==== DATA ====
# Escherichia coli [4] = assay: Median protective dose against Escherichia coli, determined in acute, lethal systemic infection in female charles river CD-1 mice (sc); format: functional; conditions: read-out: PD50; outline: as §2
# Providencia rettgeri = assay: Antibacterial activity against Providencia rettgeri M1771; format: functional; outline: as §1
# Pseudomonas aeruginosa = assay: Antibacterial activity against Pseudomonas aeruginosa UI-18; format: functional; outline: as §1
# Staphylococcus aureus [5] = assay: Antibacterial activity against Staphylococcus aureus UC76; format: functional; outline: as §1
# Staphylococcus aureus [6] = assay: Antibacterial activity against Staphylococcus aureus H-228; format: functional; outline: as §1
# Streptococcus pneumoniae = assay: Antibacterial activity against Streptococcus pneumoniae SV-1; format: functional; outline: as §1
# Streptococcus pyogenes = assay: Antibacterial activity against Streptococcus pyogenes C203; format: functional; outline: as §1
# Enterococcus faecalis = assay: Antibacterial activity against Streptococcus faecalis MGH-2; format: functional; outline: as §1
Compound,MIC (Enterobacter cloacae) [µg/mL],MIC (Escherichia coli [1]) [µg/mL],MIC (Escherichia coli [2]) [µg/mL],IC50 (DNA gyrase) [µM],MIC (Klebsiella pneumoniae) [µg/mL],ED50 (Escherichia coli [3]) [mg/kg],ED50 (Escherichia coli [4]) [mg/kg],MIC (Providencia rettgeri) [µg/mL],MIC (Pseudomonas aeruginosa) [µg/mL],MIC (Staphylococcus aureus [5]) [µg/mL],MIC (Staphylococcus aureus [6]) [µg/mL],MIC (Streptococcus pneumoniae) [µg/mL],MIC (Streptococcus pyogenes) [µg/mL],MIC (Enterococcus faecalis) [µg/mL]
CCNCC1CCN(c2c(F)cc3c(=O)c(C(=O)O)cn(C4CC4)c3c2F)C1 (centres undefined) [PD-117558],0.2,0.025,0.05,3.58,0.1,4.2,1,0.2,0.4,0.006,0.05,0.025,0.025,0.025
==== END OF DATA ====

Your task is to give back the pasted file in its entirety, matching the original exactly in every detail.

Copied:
# Escherichia coli [4] = assay: Median protective dose against Escherichia coli, determined in acute, lethal systemic infection in female charles river CD-1 mice (sc); format: functional; conditions: read-out: PD50; outline: as §2
# Providencia rettgeri = assay: Antibacterial activity against Providencia rettgeri M1771; format: functional; outline: as §1
# Pseudomonas aeruginosa = assay: Antibacterial activity against Pseudomonas aeruginosa UI-18; format: functional; outline: as §1
# Staphylococcus aureus [5] = assay: Antibacterial activity against Staphylococcus aureus UC76; format: functional; outline: as §1
# Staphylococcus aureus [6] = assay: Antibacterial activity against Staphylococcus aureus H-228; format: functional; outline: as §1
# Streptococcus pneumoniae = assay: Antibacterial activity against Streptococcus pneumoniae SV-1; format: functional; outline: as §1
# Streptococcus pyogenes = assay: Antibacterial activity against Streptococcus pyogenes C203; format: functional; outline: as §1
# Enterococcus faecalis = assay: Antibacterial activity against Streptococcus faecalis MGH-2; format: functional; outline: as §1
Compound,MIC (Enterobacter cloacae) [µg/mL],MIC (Escherichia coli [1]) [µg/mL],MIC (Escherichia coli [2]) [µg/mL],IC50 (DNA gyrase) [µM],MIC (Klebsiella pneumoniae) [µg/mL],ED50 (Escherichia coli [3]) [mg/kg],ED50 (Escherichia coli [4]) [mg/kg],MIC (Providencia rettgeri) [µg/mL],MIC (Pseudomonas aeruginosa) [µg/mL],MIC (Staphylococcus aureus [5]) [µg/mL],MIC (Staphylococcus aureus [6]) [µg/mL],MIC (Streptococcus pneumoniae) [µg/mL],MIC (Streptococcus pyogenes) [µg/mL],MIC (Enterococcus faecalis) [µg/mL]
CCNCC1CCN(c2c(F)cc3c(=O)c(C(=O)O)cn(C4CC4)c3c2F)C1 (centres undefined) [PD-117558],0.2,0.025,0.05,3.58,0.1,4.2,1,0.2,0.4,0.006,0.05,0.025,0.025,0.025